Robbin and I had the great good fortune to spend some time in the beautiful Italian region of Umbria with our kind sponsors, Travel Trade Italia (TTI) and the gracious Strada del Sagrantino, back in October after attending the Travel Trade Global/TTI conference. I had never been to Umbria before so this was a particularly special treat for me. Umbria, “The Green Heart of Italy” as it is often called, is a region incredibly steeped in history and culture going all the way back to their ancient battles with the Etruscans. And while historic battles are interesting and all, today I’m getting into the foods of Umbria instead!
Being the only landlocked region of Italy gives Umbria a unique foodshed compared to the other regions of Italy with their often ample coastlines. Umbria is best known for its more land-based products, many of which are even D.O.P. certified (Denominazioni di Origine Protetta – more about that shortly)— hearty grains like farro, olive oil, cured meats, black truffles, pastas like strangozzi, and unsalted bread with its dubious “history” dating back to the Perugian “Salt War” of 1540.
First let’s discuss DOP certification— Denominazioni di Origine Protetta (or elsewhere, PDO, Protected Designation of Origin) is one of the strictest designations one can find in food quality. DOP’s regulations guarantee that the products are of the hightest quality, not only in the end product but also all of the source materials used to make the product itself; and importantly, in the areas of both production methods and food safety. The products can be traced back to their sources and are directly linked to the regions (and sometimes even villages) where they are produced. They are certified this manner because they are ultimately unique to the region. Things like climate, environmental factors, and the human element of method all influence the designation and tell the story of the products themselves.
The foods of Umbria have several DOP designations— Proscuitto di Norcia DOP is a large (over 8.5kg) dried, cured proscuitto that undergoes a lengthy process of dry salting, rinsing, drying, smoking and curing before it can be sent on its merry way to our waiting tables. It’s lovely red-pink color and delicately spicy aroma and full flavor make Proscuitto di Norcia DOP a favorite among Italian proscuittos.
Another is possibly a little confusing due to its name Pecorino Toscano DOP. And while it says Toscana (Tuscany) in its designation, it applies to certain pecorino from Umbria as well. This is a delicious, nutty sheep’s milk cheese that is curdled using calf rennet, then made into either a soft or hard cheese that is often aged and even used with additional treatments like ash or oil. It is usually found in large cylinders that are then cut for retail sale. The cheeses can have a wide range of flavor depending on the age, going from a youthful slightly sweet to a mor mature spicy and pungent flavor.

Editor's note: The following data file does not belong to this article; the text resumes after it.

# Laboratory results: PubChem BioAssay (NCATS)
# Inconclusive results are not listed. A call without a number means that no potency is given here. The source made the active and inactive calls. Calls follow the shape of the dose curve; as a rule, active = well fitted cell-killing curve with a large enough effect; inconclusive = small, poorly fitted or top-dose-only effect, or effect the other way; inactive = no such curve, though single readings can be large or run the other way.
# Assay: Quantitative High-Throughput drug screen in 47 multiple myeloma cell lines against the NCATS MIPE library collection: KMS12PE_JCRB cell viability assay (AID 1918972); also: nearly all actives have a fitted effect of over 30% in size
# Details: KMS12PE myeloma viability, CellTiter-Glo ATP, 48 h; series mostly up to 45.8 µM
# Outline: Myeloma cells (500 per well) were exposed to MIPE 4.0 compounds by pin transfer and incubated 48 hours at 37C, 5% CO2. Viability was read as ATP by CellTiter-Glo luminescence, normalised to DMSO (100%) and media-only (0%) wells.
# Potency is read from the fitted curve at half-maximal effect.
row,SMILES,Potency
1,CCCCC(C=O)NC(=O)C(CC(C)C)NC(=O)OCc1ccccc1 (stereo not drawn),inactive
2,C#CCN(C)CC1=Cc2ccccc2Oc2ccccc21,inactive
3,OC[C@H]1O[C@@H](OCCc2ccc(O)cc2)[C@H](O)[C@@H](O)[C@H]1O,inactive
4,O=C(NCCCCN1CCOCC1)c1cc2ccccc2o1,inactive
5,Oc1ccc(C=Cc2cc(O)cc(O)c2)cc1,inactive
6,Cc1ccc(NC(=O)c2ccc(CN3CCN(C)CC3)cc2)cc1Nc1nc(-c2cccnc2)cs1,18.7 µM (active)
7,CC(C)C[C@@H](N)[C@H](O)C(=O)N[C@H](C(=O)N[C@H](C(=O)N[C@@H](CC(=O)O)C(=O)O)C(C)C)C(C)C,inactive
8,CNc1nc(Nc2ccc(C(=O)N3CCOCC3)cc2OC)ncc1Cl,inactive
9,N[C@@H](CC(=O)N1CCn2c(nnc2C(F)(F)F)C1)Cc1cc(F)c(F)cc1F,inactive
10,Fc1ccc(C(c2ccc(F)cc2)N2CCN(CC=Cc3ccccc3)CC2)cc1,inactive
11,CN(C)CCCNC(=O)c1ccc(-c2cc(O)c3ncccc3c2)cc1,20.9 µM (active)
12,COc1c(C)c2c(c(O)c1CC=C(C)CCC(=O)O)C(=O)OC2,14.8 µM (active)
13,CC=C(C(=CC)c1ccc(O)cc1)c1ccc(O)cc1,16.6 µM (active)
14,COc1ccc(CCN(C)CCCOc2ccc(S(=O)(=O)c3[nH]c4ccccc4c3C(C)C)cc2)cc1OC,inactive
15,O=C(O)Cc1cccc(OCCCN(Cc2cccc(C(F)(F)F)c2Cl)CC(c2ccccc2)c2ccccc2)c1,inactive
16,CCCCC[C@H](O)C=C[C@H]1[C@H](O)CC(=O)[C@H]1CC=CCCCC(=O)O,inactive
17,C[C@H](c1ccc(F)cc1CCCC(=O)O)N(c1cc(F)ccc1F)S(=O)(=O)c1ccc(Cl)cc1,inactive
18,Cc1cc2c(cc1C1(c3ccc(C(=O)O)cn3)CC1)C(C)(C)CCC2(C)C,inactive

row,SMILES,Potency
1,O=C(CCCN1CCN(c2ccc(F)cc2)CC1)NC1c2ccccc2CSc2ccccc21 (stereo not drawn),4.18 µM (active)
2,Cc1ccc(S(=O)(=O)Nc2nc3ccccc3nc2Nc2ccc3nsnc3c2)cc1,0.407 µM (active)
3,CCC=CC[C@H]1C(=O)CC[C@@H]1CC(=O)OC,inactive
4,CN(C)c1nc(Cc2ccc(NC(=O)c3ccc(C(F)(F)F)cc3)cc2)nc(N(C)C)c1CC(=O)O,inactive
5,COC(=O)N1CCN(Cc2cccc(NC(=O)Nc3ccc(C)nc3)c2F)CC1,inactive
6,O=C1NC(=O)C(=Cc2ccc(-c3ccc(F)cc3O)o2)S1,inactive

Extra Virgin Olive Oil DOP Umbria is certainly a product of great pride for the region. We were lucky enough to be in Umbria during the harvest and got to taste some newly bottled oils at several different producers. I can’t begin to say how incredible it is to taste and discover the huge variety in flavor from one producer to the next, even with the same varieties of olives! The DOP designation for Umbria is even subdivided into five sub-regions with special regulations on the quantitiy and combinations of various varieties of olives. They also have to harvest by January 15th each year and bottle within 2 days of milling.
Truffles are yet another one of life’s greatest pleasures, at least for me, and Umbria is well known for its black truffles. You can think of them like a weird cousin to the mushroom, growing underground and normally hunted by truffle dogs specially trained to track the scent and dig them up. (Umbria does have some of the more rare and highly prized white truffles as well, but the black are far more abundant here.) In the foods of Umbria, it is common to find truffles shaved on eggs, in pasta dishes and even in dishes with fish. Yes! Fish! In spite of being landlocked, Ubmria is home to Lake Trasimeno, and the Tiber River runs all the way across it, providing many fresh water fish and even eel.
As we continue our series on the regions of Italy, we will be offering you recipes, often directly from the chefs at the restaurants we visit! The second recipe below is directly from our friend Pasqualino at Locanda del Teatro in Montefalco. And the image in the first recipe for Swiss chard is from a similar dish I had a the wonderful Delizie del Borgo in Bevagna.
In a saucepan, cover chard with water, add salt, simmer 10 minutes.
Drain and rinse under cold water, set aside
In medium skillet, gently crush garlic in olive oil to soften, add chard, saute 5 minutes
Sprinkle with breadcrumbs, cook on low 5 minutes
Season to taste, serve
Chop the garlic very fine, onion and carrots as well,put them in a fry pan and cook them until they get gold; dice the tomatoes and add them together with basil, salt, a pinch of sugar and 2 pinches of white pepper.
Cook for few minutes and add the cream; boil everything together for a little, take it out of the stove and blend everything adding the ricotta cheese.
Once is all homogenous, filter it and serve it warm with a quarter of boiled quail egg,chopped parsley and a hint of olive oil .
Locanda del Teatro Piazza del Comune,19 06036 Montefalco (PG) +39 347 7882235
We hope so much that you’ve enjoyed learning a little more about the regional foods of Umbria! Do you have a favorite Umbrian food? A favorite recipe? Restaurant? Share it with us! We’d love to hear from YOU! UP next the Wines of Umbria!